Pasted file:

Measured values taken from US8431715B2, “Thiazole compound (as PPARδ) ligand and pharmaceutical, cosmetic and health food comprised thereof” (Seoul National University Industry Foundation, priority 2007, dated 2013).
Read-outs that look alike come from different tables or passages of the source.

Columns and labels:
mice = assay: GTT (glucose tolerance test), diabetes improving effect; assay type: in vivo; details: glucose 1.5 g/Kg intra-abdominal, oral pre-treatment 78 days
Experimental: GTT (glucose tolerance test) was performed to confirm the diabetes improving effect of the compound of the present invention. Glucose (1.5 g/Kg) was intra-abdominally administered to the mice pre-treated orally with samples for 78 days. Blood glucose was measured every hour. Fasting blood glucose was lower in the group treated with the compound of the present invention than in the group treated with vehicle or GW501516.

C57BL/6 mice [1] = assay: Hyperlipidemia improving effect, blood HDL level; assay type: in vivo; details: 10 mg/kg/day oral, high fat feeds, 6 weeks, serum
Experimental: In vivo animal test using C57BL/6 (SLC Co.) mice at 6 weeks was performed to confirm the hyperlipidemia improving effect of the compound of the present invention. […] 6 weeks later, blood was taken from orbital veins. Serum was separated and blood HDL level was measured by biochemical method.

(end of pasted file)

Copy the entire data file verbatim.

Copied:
Measured values taken from US8431715B2, “Thiazole compound (as PPARδ) ligand and pharmaceutical, cosmetic and health food comprised thereof” (Seoul National University Industry Foundation, priority 2007, dated 2013).
Read-outs that look alike come from different tables or passages of the source.

Columns and labels:
mice = assay: GTT (glucose tolerance test), diabetes improving effect; assay type: in vivo; details: glucose 1.5 g/Kg intra-abdominal, oral pre-treatment 78 days
Experimental: GTT (glucose tolerance test) was performed to confirm the diabetes improving effect of the compound of the present invention. Glucose (1.5 g/Kg) was intra-abdominally administered to the mice pre-treated orally with samples for 78 days. Blood glucose was measured every hour. Fasting blood glucose was lower in the group treated with the compound of the present invention than in the group treated with vehicle or GW501516.

C57BL/6 mice [1] = assay: Hyperlipidemia improving effect, blood HDL level; assay type: in vivo; details: 10 mg/kg/day oral, high fat feeds, 6 weeks, serum
Experimental: In vivo animal test using C57BL/6 (SLC Co.) mice at 6 weeks was performed to confirm the hyperlipidemia improving effect of the compound of the present invention. […] 6 weeks later, blood was taken from orbital veins. Serum was separated and blood HDL level was measured by biochemical method.